“Only passions, great passions, can elevate the soul to great things.” (Denis Diderot)
The level of passion that I have for something is what makes the difference between good and great for me. If I am passionate about the work I am doing, whether in my job or my personal life, then my performance will soar. When I am without passion for the work, I can still produce well, but I will be limited.
The best example of this in my professional life is how I have approached budget and financial management vs how I have approached risk and issue management within the Project Management disciplines.
I really enjoy working on risk and issue management. I get passionate about making sure that teams have the right skills, and track the right pieces so that their issues get resolved quickly, and their risk management helps minimize surprises. When I was in a job where I helped set and promote standards, these two were my assignment. I came to work eager every day to improve how my company handled these two items. I prepared and delivered seminars on the topic that attracted sizable audiences. I was on fire for making our approach to these two disciplines better for the sake of our projects. My team even videotaped the two key presentations and had them available on demand long before that was a regular practice for delivering training.
The passion I have around risk and issue management is still evident today. When we get to those two items on our status meetings, I am eager and enthusiastic to deliver that portion of the agenda. And, it shows in our results. I have managed to infect my team, and the entire program with my enthusiasm for managing risks and issues correctly.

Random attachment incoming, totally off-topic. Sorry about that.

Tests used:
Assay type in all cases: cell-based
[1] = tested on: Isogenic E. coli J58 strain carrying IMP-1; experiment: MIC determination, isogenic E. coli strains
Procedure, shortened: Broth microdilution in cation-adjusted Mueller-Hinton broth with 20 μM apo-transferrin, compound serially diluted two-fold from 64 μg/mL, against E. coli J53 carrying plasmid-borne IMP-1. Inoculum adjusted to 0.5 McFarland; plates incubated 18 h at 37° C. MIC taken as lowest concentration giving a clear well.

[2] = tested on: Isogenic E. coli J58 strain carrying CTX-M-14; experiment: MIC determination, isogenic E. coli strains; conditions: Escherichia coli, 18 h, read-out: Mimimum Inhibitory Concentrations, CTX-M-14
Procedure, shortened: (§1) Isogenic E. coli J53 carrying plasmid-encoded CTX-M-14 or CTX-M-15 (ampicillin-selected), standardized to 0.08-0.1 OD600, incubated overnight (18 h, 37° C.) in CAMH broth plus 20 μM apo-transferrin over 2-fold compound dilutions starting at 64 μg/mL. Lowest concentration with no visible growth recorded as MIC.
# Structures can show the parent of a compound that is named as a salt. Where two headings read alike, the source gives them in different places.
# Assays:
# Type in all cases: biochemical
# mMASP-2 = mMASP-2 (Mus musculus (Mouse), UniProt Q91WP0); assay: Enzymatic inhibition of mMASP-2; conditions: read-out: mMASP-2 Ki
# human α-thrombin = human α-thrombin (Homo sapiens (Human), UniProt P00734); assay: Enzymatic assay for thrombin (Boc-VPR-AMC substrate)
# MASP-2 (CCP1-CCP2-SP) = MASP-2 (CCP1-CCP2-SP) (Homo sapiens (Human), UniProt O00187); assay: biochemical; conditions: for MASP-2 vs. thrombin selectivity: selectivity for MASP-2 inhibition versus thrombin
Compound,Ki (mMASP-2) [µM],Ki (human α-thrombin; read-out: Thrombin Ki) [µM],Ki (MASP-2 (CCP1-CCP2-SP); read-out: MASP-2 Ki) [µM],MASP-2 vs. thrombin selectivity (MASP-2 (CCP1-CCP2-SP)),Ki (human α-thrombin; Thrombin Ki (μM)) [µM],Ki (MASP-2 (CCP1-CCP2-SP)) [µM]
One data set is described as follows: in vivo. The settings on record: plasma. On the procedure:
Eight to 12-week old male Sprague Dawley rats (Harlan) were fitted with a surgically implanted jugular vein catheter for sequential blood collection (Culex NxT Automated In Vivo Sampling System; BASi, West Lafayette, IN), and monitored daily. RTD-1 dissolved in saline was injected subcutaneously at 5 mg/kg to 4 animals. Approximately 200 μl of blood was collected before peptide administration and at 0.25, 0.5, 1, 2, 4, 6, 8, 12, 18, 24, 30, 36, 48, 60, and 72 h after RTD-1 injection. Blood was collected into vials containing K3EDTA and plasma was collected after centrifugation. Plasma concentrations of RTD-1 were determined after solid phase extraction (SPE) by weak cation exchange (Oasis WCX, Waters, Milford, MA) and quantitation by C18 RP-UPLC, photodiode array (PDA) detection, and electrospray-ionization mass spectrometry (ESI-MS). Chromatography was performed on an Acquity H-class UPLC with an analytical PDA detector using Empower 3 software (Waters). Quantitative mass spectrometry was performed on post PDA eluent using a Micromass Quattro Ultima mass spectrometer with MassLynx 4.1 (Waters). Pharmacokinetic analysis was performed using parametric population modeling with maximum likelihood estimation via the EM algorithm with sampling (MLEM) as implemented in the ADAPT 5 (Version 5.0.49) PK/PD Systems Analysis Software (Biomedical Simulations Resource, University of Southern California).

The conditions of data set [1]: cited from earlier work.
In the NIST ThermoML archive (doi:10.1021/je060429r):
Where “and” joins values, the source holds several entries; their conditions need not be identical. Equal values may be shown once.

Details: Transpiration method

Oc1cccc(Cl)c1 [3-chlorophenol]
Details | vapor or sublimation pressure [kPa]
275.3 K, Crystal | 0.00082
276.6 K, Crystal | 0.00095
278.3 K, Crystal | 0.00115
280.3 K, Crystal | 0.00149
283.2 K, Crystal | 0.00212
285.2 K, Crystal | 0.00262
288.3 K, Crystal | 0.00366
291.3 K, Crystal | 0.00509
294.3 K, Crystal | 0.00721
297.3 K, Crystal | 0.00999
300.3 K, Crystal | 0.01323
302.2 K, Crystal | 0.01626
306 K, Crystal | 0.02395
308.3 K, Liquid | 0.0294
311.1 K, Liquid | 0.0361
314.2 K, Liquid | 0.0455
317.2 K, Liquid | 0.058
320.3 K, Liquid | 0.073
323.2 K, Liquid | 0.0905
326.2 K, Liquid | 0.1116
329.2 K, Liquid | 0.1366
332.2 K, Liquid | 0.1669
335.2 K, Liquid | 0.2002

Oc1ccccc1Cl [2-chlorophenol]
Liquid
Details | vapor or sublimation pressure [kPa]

On the other hand, I do not have passion for financial and budget management. I don’t like working through the details of the numbers, managing contracts and purchase orders, going through mind-numbing reviews of forecasts and the like. Managing the project budget is a very big part of my job, so I spend a lot of time on it. And, my team and I have built a skill set for producing accurate, timely, helpful reports that track our status.
I have a skill for the delivery of the results in budget management, not unlike my skills in issue and risk management; but what is lacking is the passion. As a result, managing budgets becomes an exercise that drains me.
The end results of the two are easy to see in how I look when I get home at the end of the day. When I come home on a day when I have done a risk workshop, or helped my project manage and resolve thorny issues, I am energized. I have a spring in my step and a smile on my face. On the endless days when I come home after spending most of my time on financial management, I am completely drained. I long for time on the couch for a nap, and feel blah the entire evening.
Passion does elevate my soul. When I feel passion, I feel alive. Even when I have had unbridled and somewhat misplaced passion, I have felt that life within me.
I don’t think I will ever be able to fake passion for things I don’t like to do. I might be able to dose up the enthusiasm to get them done, but that boost will never result in me feeling the fire of passion in my heart. And, I don’t think that is a bad thing. I think there are just some things about which I have passion, and others that I do not – just like everyone else in the world. Recognizing where those passions lie, and feeding them feeds my soul. Recognizing where I do not feel passionate allows me to manage those parts of my life, and get through them quickly and efficiently so I can get back to what stirs that inner fire.